With regard to cost, the cost/price team found Accenture’s proposed cost/price of $48.3 million to be unrealistic. Specifically, the cost/price team found that Accenture’s labor rates were low in comparison to the rates proposed by other offerors. AR, Tab 57, Cost & Price Report, at 8-9. The Cost & Price Report also noted that the firm’s forward pricing rates had not been agreed to by the Defense Contract Management Agency (DCMA), and that the Defense Contract Audit Agency (DCAA) had identified deficiencies in the firm’s accounting and estimating systems. Id. at 10. As a result, the evaluators increased Accenture’s cost by $8,309,035 “for cost realism purposes” to arrive at the firm’s total most probable cost estimate. Id. at 10. The resulting evaluated cost for Accenture ($56.6 million), however, remained lower than BAH’s ($58.2 million).

The TEP and the cost/price team summarized the evaluation for the SSA as follows:


Technical Approach

Management Approach

Past Performance

Past Experience

Proposed Cost/Price

Evaluated Cost/Price















Offeror 3







Offeror 4







AR, Tab 59, Source Selection Decision Document (SSDD), at 3-8.

The SSA determined that Accenture’s proposal represented the “best value” to the government based on its overall superiority under the non-cost/price factors and its low cost/price. In reaching this decision, the SSA recognized that the cost/price team had concerns regarding the realism of Accenture’s labor rates, which resulted in an upward adjustment in the evaluated cost/price. SSDD at 10. The SSA, however, concurred with the TEP’s determination that Accenture’s labor category mix and numbers, and overall technical approach, were realistic and appropriate. Id. The SSA also found that Accenture’s proposal demonstrated a thorough understanding of the solicitation’s requirements. Id. at 9. Upon learning of the resulting award to Accenture, BAH filed this protest with our Office.


BAH asserts that the agency should have downgraded Accenture’s technical ratings as a result of the cost realism analysis. The protester also challenges the ratings assigned to its own proposal under the technical and past performance factors.

The evaluation of an offeror’s proposal is a matter largely within the agency’s discretion. Frontline Healthcare Workers Safety Found., Ltd., B‑402380, Mar. 22, 2010, 2010 CPD ¶ 91 at 5. In reviewing a protest that challenges an agency’s evaluation of proposals, our Office will not reevaluate proposals; rather, we will examine the record to determine whether the agency’s judgment was reasonable and consistent with the stated evaluation criteria and applicable statutes and regulations. Ocean Servs., LLC, B‑406087, B‑406087.2, Feb. 2, 2012, 2012 CPD ¶ 62 at 5. Here, we have reviewed all of BAH’s arguments and find that none provide a basis for questioning the best value determination. We discuss several of the arguments below.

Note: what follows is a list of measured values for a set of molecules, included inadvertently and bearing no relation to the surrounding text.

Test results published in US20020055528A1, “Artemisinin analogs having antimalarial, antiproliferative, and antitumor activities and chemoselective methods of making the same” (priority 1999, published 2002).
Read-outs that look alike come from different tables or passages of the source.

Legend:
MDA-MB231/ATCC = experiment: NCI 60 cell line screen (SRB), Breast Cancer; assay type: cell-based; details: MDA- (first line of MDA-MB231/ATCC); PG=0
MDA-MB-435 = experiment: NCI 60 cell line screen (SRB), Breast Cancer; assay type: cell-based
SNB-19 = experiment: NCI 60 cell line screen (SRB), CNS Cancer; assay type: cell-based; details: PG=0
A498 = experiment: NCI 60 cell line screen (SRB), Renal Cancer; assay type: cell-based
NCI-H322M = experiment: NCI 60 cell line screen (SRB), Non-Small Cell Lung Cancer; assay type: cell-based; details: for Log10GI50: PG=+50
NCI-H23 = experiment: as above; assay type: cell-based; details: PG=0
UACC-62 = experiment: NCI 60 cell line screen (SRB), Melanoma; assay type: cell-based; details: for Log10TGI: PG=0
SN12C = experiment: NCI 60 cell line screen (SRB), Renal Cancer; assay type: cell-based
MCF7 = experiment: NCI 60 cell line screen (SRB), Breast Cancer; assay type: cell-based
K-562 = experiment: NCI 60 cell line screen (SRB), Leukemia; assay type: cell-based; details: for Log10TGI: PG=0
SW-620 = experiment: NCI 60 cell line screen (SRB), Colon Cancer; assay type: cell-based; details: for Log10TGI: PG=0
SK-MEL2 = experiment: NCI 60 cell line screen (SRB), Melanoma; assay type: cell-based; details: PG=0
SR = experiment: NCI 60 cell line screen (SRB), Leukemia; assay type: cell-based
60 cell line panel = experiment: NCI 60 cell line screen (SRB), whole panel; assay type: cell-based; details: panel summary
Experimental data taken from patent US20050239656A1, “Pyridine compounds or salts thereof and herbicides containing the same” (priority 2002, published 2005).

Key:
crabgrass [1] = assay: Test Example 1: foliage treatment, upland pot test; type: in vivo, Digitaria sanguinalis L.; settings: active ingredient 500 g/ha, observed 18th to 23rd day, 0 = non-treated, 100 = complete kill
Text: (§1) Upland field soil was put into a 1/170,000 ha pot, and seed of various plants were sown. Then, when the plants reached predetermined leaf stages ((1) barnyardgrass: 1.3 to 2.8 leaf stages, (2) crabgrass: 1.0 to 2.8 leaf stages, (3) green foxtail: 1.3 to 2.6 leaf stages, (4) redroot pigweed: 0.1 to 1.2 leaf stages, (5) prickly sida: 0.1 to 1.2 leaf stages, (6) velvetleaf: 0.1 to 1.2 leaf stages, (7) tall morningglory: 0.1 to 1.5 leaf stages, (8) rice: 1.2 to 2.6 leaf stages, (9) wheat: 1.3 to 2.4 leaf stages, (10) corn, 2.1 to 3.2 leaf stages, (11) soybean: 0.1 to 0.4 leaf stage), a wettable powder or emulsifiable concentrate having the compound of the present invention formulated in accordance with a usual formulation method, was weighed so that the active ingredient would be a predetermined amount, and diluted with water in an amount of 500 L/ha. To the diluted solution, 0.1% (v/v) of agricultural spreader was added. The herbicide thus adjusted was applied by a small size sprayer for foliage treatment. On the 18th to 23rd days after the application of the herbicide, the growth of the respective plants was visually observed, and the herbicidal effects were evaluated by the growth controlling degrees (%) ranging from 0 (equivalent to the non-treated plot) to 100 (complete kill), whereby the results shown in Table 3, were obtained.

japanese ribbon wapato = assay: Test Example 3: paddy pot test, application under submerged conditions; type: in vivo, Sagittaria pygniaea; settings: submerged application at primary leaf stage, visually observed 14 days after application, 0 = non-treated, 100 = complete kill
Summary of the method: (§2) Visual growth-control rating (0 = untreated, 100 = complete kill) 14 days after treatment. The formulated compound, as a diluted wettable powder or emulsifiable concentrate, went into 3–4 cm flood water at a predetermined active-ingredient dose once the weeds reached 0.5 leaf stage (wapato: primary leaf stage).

Risk in Accenture’s Proposal

BAH contends that the agency unreasonably failed to consider the technical risk associated with Accenture’s low proposed cost when evaluating Accenture’s proposal under the technical approach and management approach factors. Specifically, the protester complains that, while the cost/price analysts found Accenture’s cost to be unrealistic and made an upward adjustment in excess of approximately $8 million to the firm’s cost proposal, the technical evaluators did not downgrade Accenture’s technical approach and management approach ratings.

The evaluation in this regard was unobjectionable. As noted by the agency, the cost/price team found that Accenture’s labor rates, not its labor mix, were unrealistic. Specifically, the cost/price team found that Accenture’s proposed direct labor rates for several labor categories were unrealistically low when compared with the rates for the same or similar categories in the other proposals, the internal government cost estimate, and under the agency’s Total Information Processing Support Services TIPSS-4 ID/IQ contract. The cost/price analysts therefore adjusted upward Accenture’s proposed rates for these categories, resulting in an average evaluated hourly rate of $[DELETED] (without fee), only slightly less than BAH’s comparable average rate of $[DELETED].

The TEP, in turn, evaluated Accenture’s proposal (including both its technical and cost/price proposals) to determine whether it reflected a clear understanding of the solicitation requirements, was consistent with the unique methods of performance described in the technical proposal, or indicated a failure to comprehend the complexity and risk associated with the solicitation requirements. Final TEP Report at 8; AR, Tab 69, SSA Statement, at 1-2. In this regard, during discussions, the agency questioned Accenture regarding its proposal to use a labor mix that emphasized lower-cost personnel. After analyzing Accenture’s proposal and its responses to discussion questions, the TEP concluded that Accenture’s proposed labor mix and number of labor hours matched its technical solution and was realistic. SSA’s Statement at 2. The TEP concluded that Accenture’s lower proposed labor rates did not indicate a lack of understanding of the requirements of the performance work statement (PWS) or an inability to perform the required work. Id. In sum, the agency determined that while Accenture might need to pay more to obtain its proposed staff, there was no basis for questioning its proposed technical approach to performing the PWS. We find nothing in BAH’s protest which provides a basis for questioning this determination.